Gen Z and millennials interact more through phones and apps than in real life. What does this entail for brands?
If one is observant while commuting to work, they would notice that there are different kinds of people around them. But amidst all differences, the one thing that is common is that nine out of 10 people will be either looking down at their cell phone, scrolling through the Facebook news feed or talking with somebody on a call or a messenger app. People have become so wrapped up in new technology that we have forgotten to engage and interact with each other face-to-face.
Research states that more than 65% of millennials and gen Z communicates with each other more digitally than personally. The younger generation is more reliant on phone and apps, and messaging is much more popular, even more than calling. Gone are the times when people would struggle to communicate. Now with the onset of technology and rapid development of the internet, gen Z has higher options to communicate and express themselves.
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Data shows that gen Z and millennials interact mainly through phones and apps — from communicating about their basic necessities to choosing entertainment options. Thanks to the digitally savvy generation, it is now easier than ever to reach them through social media and online platforms. Mostly youngsters sleep with their handset within an arm’s reach and check it every time they wake up during the night — that is how entrenched a cellular device has become in their lives.
Mobile has also become the new wallet. Research shows that 61.8% of the global population would rather leave their wallet at home instead of their phone. Almost 99% of the shopping today is done online where brands are forced to create more realistic experiences for this new wave of online shoppers. After technology being readily available for gen Z at their fingertips, they now expect a higher threshold of digital convenience from brands.
Most of generation Z has used the internet since a young age, and they are generally comfortable with technology and interacting on social media. Generation Z is also seen as a generation that is socially awkward and has made the virtual world the new society. They would rather have a digital conversation than a real-life discussion in many instances. Digital has, in fact, become the new ‘in real life’ for the current generation.
A similar kind of research also showed that millennials were more inclined to retaining their messaging app when given a choice between calling and texting. Studies have also shown that gen Z is even reluctant or nervous when it comes to answering phone calls. They want people to gauge if the conversation truly requires an interpersonal chat or if it can be done over messages. Only when the discussion includes multiple dimensions is when they prefer face-to-face interaction to gauge the right tonality; since texts are sometimes not interpreted correctly. Gen Z are also seen to be more proactive over messages than on call and their attention can be better captivated via interactive applications.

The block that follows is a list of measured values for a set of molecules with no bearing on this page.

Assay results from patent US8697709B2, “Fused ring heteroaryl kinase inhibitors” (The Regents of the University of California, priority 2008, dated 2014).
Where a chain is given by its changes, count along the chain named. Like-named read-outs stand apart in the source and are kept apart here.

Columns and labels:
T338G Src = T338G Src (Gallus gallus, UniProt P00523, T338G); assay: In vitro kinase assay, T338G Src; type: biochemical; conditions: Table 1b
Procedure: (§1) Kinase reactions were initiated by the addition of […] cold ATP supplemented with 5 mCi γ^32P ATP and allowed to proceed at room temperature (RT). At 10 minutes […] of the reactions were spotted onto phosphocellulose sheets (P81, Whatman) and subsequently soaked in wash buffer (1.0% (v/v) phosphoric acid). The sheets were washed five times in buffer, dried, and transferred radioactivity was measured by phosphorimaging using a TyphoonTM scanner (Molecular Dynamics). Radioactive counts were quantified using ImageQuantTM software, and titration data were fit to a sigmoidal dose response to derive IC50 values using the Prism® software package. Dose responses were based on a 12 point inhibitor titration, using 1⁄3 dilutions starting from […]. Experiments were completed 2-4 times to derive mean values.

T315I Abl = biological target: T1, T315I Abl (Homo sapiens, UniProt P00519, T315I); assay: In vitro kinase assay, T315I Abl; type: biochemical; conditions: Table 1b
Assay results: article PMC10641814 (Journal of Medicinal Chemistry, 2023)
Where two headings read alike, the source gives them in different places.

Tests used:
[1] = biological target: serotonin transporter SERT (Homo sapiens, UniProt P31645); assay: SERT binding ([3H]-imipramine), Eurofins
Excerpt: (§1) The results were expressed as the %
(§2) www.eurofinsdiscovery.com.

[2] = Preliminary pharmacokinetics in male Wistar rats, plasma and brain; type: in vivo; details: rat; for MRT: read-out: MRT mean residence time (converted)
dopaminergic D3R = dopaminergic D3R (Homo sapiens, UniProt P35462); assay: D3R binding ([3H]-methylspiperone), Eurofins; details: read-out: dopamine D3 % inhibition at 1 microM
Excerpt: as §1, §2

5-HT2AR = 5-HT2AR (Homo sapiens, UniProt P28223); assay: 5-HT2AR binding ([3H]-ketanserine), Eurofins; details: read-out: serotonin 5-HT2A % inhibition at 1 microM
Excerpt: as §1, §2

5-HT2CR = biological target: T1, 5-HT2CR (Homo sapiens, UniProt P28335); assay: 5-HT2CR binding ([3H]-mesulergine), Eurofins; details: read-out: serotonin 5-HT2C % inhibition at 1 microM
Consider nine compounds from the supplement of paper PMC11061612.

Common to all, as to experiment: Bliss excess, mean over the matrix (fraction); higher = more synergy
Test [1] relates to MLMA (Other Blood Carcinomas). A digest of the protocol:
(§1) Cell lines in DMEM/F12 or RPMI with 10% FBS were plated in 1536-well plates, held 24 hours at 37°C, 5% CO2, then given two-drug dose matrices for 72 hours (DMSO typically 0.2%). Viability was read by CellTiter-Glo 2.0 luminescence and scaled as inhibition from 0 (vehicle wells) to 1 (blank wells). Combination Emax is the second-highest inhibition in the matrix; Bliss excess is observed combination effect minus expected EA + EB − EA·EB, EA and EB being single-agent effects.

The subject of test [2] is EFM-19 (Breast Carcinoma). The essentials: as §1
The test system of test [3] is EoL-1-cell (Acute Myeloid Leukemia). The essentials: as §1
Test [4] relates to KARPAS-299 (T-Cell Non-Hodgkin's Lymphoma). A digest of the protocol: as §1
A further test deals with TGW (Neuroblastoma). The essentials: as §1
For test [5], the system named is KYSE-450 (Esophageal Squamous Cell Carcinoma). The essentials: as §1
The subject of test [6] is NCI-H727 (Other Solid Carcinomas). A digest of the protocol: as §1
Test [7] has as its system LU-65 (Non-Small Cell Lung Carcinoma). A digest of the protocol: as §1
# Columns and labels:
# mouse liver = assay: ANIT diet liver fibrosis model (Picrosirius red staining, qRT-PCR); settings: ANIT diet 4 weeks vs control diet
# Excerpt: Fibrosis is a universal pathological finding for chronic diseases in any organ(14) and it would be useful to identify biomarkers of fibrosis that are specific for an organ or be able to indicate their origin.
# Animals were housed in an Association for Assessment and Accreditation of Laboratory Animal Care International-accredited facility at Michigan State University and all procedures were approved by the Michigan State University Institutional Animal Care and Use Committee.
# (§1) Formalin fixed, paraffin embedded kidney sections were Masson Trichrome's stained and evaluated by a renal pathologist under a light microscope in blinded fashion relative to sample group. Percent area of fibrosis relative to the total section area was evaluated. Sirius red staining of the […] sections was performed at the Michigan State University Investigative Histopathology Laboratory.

The internet and social media provide young people with a range of benefits and opportunities to empower themselves in a variety of ways. Young people can maintain social connections and support networks that otherwise would not be possible, and can access more information than ever before. The communities and social interactions that young people have online can be invaluable for bolstering and developing self-confidence of youngsters.
India has a large and growing millennial population — young and tech-savvy consumers — with rising disposable incomes. About 600 million people (more than half of India’s population) are under 25 years of age. The Indian digital media segment is set for disruption with growth expected to reach Rs 200 billion by 2020 with digital ad spend expected to grow at 23-28%. Smartphone penetration in India is expected to grow to 520 million by 2020, making India one of the largest smartphone economies in the world. Broadband penetration will increase from 14% today to 40% by 2020.
India’s e-commerce websites are getting crowded and the biggest chunk of new shoppers is coming from smaller cities. In 2017, the number of monthly active shoppers on Indian e-commerce portals rose 33% year-on-year to 20 million. Moreover, content is emerging as a key factor in India’s intensely competitive OTT video streaming market. Online video consumption in India has shown a growth of nearly five times over the last 12 months.
Gen Z and millennials get more access and time to interact through phone and apps than in real life, and is a direct result of the fast development of mobile internet. Businesses in the media and entertainment ecosystem who adapt to this change will emerge successful. The market is rapidly rising in India offering many opportunities in design and app. But opportunities come from users’ pain points. Product is the first priority followed by user acquisition, especially in the case of gen Z and millennial users.
Jason Wang is managing director, SHAREit India